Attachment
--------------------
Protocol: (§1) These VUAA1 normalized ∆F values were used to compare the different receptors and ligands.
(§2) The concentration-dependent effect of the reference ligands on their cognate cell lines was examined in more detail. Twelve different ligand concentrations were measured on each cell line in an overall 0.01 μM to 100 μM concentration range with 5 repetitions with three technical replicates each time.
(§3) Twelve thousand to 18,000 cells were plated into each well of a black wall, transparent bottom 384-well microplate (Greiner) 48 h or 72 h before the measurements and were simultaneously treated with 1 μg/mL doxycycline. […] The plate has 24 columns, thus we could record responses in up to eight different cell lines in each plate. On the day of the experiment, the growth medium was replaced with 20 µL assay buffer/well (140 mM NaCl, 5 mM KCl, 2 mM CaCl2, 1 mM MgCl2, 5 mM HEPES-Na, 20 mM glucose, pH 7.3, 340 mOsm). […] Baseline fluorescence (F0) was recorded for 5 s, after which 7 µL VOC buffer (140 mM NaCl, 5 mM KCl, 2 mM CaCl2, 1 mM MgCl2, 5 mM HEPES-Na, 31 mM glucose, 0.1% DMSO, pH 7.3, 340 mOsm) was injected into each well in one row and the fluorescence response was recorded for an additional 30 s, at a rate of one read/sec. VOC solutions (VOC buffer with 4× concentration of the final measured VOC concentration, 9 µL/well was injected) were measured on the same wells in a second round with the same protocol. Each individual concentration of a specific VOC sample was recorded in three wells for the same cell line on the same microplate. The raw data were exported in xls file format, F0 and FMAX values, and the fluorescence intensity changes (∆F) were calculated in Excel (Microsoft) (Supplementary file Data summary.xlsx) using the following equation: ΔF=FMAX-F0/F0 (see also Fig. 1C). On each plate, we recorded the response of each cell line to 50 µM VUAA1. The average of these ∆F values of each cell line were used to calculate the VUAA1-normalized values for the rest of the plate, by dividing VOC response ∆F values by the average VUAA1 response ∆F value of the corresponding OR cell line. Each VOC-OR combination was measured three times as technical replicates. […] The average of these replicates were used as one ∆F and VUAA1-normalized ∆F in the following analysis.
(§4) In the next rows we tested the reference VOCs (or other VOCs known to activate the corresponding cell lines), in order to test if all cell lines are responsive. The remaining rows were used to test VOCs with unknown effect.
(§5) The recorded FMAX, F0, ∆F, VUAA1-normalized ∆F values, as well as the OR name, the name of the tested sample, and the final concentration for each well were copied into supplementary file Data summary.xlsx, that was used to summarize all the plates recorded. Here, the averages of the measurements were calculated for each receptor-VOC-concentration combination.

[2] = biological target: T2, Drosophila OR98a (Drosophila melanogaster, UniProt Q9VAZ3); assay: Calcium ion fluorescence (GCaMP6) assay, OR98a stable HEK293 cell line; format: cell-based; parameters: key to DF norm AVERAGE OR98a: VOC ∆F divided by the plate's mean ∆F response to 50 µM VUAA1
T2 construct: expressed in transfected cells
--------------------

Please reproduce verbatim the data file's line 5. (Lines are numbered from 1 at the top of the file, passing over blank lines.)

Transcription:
(§5) The recorded FMAX, F0, ∆F, VUAA1-normalized ∆F values, as well as the OR name, the name of the tested sample, and the final concentration for each well were copied into supplementary file Data summary.xlsx, that was used to summarize all the plates recorded. Here, the averages of the measurements were calculated for each receptor-VOC-concentration combination.